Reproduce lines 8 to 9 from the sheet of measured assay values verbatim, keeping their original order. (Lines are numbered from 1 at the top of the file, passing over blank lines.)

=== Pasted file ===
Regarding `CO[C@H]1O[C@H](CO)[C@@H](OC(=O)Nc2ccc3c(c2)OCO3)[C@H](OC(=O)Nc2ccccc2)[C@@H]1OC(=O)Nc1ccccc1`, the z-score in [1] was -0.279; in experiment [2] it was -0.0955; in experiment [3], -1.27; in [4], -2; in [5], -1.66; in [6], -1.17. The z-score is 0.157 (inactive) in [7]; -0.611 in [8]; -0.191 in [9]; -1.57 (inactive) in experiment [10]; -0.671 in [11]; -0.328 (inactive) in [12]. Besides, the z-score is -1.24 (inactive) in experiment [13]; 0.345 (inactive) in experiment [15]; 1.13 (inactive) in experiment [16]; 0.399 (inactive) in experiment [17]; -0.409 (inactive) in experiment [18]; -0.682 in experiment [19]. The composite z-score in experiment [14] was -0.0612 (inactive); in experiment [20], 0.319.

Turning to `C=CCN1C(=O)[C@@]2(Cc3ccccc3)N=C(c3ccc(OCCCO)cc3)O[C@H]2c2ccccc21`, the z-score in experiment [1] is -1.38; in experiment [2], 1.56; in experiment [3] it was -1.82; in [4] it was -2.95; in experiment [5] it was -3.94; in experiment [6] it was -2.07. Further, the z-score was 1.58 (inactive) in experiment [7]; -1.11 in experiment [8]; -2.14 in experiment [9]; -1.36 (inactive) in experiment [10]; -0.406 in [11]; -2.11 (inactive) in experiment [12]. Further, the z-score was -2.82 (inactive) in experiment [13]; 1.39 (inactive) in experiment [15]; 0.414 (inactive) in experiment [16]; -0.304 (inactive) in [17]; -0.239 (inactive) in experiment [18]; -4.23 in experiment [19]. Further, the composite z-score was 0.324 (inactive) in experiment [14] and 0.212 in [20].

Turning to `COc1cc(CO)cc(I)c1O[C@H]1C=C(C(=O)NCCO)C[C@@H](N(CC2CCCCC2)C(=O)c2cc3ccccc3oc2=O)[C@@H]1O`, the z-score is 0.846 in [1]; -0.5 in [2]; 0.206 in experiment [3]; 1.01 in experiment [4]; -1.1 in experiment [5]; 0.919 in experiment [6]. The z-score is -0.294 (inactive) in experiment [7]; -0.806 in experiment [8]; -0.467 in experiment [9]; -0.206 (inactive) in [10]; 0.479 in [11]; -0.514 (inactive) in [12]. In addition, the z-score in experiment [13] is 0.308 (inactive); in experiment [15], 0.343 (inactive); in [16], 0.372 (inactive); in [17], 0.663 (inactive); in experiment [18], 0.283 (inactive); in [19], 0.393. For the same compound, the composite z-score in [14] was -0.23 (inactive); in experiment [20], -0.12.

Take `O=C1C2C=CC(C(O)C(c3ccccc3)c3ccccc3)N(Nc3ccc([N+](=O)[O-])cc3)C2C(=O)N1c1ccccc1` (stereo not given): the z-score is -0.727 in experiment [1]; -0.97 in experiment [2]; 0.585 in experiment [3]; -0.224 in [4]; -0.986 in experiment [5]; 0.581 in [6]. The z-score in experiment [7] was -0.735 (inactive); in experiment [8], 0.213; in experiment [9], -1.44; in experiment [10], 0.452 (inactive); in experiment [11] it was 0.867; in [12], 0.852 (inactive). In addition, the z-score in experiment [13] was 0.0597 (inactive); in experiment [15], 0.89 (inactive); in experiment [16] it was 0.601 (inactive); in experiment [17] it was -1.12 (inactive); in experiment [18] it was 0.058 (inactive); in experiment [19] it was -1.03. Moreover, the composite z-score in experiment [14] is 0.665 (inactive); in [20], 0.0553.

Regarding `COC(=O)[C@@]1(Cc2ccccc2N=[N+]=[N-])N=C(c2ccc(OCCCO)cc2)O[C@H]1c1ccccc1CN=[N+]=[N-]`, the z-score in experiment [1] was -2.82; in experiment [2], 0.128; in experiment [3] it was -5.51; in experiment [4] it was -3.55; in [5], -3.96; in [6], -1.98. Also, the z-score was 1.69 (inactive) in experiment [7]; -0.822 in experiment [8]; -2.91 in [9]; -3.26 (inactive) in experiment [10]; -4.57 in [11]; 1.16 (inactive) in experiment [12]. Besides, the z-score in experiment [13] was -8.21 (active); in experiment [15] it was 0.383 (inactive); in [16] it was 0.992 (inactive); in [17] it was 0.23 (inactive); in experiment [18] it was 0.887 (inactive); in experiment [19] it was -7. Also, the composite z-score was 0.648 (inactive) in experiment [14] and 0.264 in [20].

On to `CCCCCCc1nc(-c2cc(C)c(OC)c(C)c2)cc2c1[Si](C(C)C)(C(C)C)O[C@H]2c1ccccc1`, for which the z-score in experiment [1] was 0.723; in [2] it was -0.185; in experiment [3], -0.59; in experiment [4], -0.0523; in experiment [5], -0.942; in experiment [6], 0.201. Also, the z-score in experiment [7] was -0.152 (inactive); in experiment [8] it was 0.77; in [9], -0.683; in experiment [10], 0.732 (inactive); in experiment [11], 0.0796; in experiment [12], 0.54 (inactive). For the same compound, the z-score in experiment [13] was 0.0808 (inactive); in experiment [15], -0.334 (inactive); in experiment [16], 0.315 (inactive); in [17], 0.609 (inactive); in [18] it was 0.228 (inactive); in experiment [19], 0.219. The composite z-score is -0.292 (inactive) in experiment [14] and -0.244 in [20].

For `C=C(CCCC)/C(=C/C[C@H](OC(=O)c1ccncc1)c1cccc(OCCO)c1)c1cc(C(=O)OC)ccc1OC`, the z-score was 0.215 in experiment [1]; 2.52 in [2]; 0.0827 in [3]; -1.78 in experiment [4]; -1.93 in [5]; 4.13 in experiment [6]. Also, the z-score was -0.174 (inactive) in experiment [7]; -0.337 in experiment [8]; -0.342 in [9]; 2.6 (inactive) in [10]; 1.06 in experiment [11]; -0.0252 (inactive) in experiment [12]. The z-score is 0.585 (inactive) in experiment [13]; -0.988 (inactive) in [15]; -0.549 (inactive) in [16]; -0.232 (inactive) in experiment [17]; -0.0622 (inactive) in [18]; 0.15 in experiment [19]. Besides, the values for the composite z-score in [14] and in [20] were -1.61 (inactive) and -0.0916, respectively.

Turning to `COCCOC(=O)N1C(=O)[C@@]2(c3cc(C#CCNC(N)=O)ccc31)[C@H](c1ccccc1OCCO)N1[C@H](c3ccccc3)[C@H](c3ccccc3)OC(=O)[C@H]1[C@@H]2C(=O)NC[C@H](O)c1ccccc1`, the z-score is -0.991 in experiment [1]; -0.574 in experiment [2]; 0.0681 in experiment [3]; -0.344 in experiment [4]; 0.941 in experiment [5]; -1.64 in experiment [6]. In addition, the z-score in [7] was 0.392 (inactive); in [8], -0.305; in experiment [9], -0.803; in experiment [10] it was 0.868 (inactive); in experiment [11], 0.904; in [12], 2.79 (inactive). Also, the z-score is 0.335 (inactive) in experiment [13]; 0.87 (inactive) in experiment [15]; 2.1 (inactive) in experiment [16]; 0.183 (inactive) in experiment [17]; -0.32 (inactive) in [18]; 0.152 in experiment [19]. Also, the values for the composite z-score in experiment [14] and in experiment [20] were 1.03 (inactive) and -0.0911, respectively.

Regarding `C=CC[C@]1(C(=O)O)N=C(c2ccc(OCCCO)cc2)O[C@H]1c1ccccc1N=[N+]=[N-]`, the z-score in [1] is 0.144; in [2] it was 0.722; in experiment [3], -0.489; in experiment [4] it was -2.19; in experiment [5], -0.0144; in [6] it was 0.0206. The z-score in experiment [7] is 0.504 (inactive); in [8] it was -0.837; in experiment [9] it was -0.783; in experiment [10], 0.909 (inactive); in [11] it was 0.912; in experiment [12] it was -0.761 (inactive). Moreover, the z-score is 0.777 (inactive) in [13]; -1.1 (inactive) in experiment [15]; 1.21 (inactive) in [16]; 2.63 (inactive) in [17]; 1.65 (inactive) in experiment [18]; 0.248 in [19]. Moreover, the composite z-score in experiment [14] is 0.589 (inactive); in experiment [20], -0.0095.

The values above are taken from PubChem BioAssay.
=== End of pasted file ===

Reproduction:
Turning to `COCCOC(=O)N1C(=O)[C@@]2(c3cc(C#CCNC(N)=O)ccc31)[C@H](c1ccccc1OCCO)N1[C@H](c3ccccc3)[C@H](c3ccccc3)OC(=O)[C@H]1[C@@H]2C(=O)NC[C@H](O)c1ccccc1`, the z-score is -0.991 in experiment [1]; -0.574 in experiment [2]; 0.0681 in experiment [3]; -0.344 in experiment [4]; 0.941 in experiment [5]; -1.64 in experiment [6]. In addition, the z-score in [7] was 0.392 (inactive); in [8], -0.305; in experiment [9], -0.803; in experiment [10] it was 0.868 (inactive); in experiment [11], 0.904; in [12], 2.79 (inactive). Also, the z-score is 0.335 (inactive) in experiment [13]; 0.87 (inactive) in experiment [15]; 2.1 (inactive) in experiment [16]; 0.183 (inactive) in experiment [17]; -0.32 (inactive) in [18]; 0.152 in experiment [19]. Also, the values for the composite z-score in experiment [14] and in experiment [20] were 1.03 (inactive) and -0.0911, respectively.

Regarding `C=CC[C@]1(C(=O)O)N=C(c2ccc(OCCCO)cc2)O[C@H]1c1ccccc1N=[N+]=[N-]`, the z-score in [1] is 0.144; in [2] it was 0.722; in experiment [3], -0.489; in experiment [4] it was -2.19; in experiment [5], -0.0144; in [6] it was 0.0206. The z-score in experiment [7] is 0.504 (inactive); in [8] it was -0.837; in experiment [9] it was -0.783; in experiment [10], 0.909 (inactive); in [11] it was 0.912; in experiment [12] it was -0.761 (inactive). Moreover, the z-score is 0.777 (inactive) in [13]; -1.1 (inactive) in experiment [15]; 1.21 (inactive) in [16]; 2.63 (inactive) in [17]; 1.65 (inactive) in experiment [18]; 0.248 in [19]. Moreover, the composite z-score in experiment [14] is 0.589 (inactive); in experiment [20], -0.0095.